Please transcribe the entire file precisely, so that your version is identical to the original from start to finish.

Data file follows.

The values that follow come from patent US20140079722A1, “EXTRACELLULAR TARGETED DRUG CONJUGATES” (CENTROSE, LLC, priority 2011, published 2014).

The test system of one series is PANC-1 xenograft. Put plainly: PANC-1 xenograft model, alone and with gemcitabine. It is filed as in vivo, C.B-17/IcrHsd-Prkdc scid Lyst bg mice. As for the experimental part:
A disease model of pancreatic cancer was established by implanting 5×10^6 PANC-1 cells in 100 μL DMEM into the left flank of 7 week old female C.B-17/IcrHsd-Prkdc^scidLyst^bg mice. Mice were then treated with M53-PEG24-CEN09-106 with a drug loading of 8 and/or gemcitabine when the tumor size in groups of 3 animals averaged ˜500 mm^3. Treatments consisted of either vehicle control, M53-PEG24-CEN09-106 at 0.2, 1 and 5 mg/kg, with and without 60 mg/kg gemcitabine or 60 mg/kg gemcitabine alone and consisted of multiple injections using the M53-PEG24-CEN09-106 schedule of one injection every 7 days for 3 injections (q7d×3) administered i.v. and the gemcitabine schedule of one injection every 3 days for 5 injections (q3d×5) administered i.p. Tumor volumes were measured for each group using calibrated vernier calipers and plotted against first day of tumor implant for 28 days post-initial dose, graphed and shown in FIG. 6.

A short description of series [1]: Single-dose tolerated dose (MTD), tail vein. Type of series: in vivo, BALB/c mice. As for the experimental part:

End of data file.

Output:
The values that follow come from patent US20140079722A1, “EXTRACELLULAR TARGETED DRUG CONJUGATES” (CENTROSE, LLC, priority 2011, published 2014).

The test system of one series is PANC-1 xenograft. Put plainly: PANC-1 xenograft model, alone and with gemcitabine. It is filed as in vivo, C.B-17/IcrHsd-Prkdc scid Lyst bg mice. As for the experimental part:
A disease model of pancreatic cancer was established by implanting 5×10^6 PANC-1 cells in 100 μL DMEM into the left flank of 7 week old female C.B-17/IcrHsd-Prkdc^scidLyst^bg mice. Mice were then treated with M53-PEG24-CEN09-106 with a drug loading of 8 and/or gemcitabine when the tumor size in groups of 3 animals averaged ˜500 mm^3. Treatments consisted of either vehicle control, M53-PEG24-CEN09-106 at 0.2, 1 and 5 mg/kg, with and without 60 mg/kg gemcitabine or 60 mg/kg gemcitabine alone and consisted of multiple injections using the M53-PEG24-CEN09-106 schedule of one injection every 7 days for 3 injections (q7d×3) administered i.v. and the gemcitabine schedule of one injection every 3 days for 5 injections (q3d×5) administered i.p. Tumor volumes were measured for each group using calibrated vernier calipers and plotted against first day of tumor implant for 28 days post-initial dose, graphed and shown in FIG. 6.

A short description of series [1]: Single-dose tolerated dose (MTD), tail vein. Type of series: in vivo, BALB/c mice. As for the experimental part: